• Frank the Tank

    Recent research has shown the empirical evidence for globalization of
    corporate innovation is very limited. And as a corollary, the market for
    technologies is shrinking.

    As a world leader, it is important for America to provide systematic
    research grants for our scientists. I believe there will always be a
    need for us to have a well-articulated innovation policy with emphasis
    on human resource development. Thank you.

  • novaccineforme

    I dont think most people really question the science behind Immunizations. What they question is their government, who, through freedom-of-information-act requests have proven that the government has used the guize of “immunization shots” to experiment on the public, and do some pretty horrible and terrible things.

    Furthermore, people question the for-profit mega-industries who produce these vaccines. Who, as have been proven in the past to have use questionable/dangerous ingredients simply to increase their profit. These are are the same industries who infected thousands of Africans with AIDS by using tainted items that were removed from the US.

    It is not a distrust of science, but a distrust of our government, our corporations and our complete system of society.

    • A litany of unsourced claims which are untrue–but I’m sure that no amount of link slinging would matter to you.

      So if you distrust all sources of information, how do you make the call on who you do trust? Random people with web sites? Folks who raise money for their agenda? Quacks selling detox potions along with their conspiracy theories?

      Really–I’m curious: what is the basis for your decision making if all sources are untrustworthy? And how to you have confidence in those decisions? How do you come to the conclusion that those folks have your childrens’ best interests in mind?

      • novaccineforme

        I dont trust the government at all.
        If you do, you are naive and historically uneducated. And, since big multinational corporations basically run the government, it is really them that I do not trust. These companies are in the business of profit, not in the business of the public good.

        So, as long as Im not sick, and have nothing wrong with me, I will not partake of this sick for-profit industry that we have.

        You can bury your head in the sand, and talk make up straw man “conspiracy” arguments, but reality is not a theory.

        Just one example from Wikipedia :

        “From 1963 to 1966,Saul Krugman of New York University promised the parents of mentally disabled children that their children would be enrolled into Willowbrook in exchange for signing a consent form for procedures that he claimed were “vaccinations.” In reality, the procedures involved deliberately infecting children with viral hepatitis byfeeding them an extract made from the feces of patients infected with the disease.”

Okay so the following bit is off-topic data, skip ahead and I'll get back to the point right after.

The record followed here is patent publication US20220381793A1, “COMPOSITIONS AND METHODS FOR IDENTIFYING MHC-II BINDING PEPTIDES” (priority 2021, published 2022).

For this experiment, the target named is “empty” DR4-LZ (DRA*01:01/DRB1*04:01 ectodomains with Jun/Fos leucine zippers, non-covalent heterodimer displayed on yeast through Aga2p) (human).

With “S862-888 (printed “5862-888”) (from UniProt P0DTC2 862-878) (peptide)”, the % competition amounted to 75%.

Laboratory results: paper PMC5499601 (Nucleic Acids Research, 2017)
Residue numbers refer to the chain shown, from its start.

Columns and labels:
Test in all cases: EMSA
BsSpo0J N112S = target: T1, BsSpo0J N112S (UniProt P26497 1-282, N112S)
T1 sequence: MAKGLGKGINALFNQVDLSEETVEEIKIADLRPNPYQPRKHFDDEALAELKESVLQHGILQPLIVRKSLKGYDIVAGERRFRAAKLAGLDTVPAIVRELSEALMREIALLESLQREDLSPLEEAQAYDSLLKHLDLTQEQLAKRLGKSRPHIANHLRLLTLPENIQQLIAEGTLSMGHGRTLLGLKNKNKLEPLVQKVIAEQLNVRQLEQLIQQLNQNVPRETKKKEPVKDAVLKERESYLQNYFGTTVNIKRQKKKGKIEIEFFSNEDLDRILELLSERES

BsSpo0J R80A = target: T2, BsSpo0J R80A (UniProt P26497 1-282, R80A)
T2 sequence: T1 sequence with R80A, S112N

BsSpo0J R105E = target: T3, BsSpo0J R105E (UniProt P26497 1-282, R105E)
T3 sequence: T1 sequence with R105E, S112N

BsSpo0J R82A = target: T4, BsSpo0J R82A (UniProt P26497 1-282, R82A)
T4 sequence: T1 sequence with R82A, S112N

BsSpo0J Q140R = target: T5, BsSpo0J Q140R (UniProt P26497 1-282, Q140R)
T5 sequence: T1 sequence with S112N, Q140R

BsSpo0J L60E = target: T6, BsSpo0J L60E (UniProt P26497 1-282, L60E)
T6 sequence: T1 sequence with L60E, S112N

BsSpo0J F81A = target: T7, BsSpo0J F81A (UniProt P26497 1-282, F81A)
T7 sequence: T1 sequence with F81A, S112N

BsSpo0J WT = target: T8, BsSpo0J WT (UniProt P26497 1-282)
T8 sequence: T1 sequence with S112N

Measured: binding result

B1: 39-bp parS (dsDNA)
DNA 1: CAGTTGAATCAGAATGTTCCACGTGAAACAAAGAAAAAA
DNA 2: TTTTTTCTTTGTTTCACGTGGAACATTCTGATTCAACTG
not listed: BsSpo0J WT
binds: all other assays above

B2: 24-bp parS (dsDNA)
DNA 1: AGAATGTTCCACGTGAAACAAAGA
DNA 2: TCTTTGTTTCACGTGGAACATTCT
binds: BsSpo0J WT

Go ahead, and be a guinea pig if you want. Dont bother me because I refuse to.

        • Not what I asked. I asked how *you* decide to trust specific sources. Who do you trust, and why do you trust them? How can you be confident they have you and your family’s health as their goal? What do you use as evidence in decision making?

          • buffonelder101

            surety is overrated and minimal at best. One day the sun won’t raise in the eastern sky, but every other day we will be “trust” that it will. science is as much of a religion as religion itself.

          • Non-answer. It’s not hard. Tell me who you trust for information, and why you trust them.

          • buffonelder101

            you never asked me who i trust, that was asked to someone else. But I will humor you and answer your question: i don’t trust… i just experience… if patterns that emerge through my experience lead me to a conclusion that a to b will give c, that isn’t trust. that is a learned trait.
            when people ask me my birth date, i tell them that it is such and such a day and that was the day i was told. i don’t remember. I don’t believe my parents would lie to me, but I also don’t believe them to be infallible. so to get my point: my life is my life. If i choose to live it foolishly or wisely is my choice, not yours or anyone else’s. To want to impose your will or your science or religion on me is a sign of truly weak soul that can’t live with contradiction. Life is a contradiction. Live to die… Even vs odd. Positive vs negative. Yin and Yang. If you can’t understand that disagreement exist, but is also necessary, you will have a long life of unnecessary frustration ahead of you.

          • Limiting your knowledge to your own experience is a very narrow way to live. It will also leave you to draw the wrong conclusions because of too small of a sample. And you’ll also have very poor assessments of situations such as what sorts of policies to support if you should want to vote, or work with your local school committee, or anything beyond your front porch.

            I think that is a sad way to live. And dangerous. And reeks of Dunning-Kruger.

        • buffonelder101

          Don’t bother with the “science is infallible” types…

        • MrC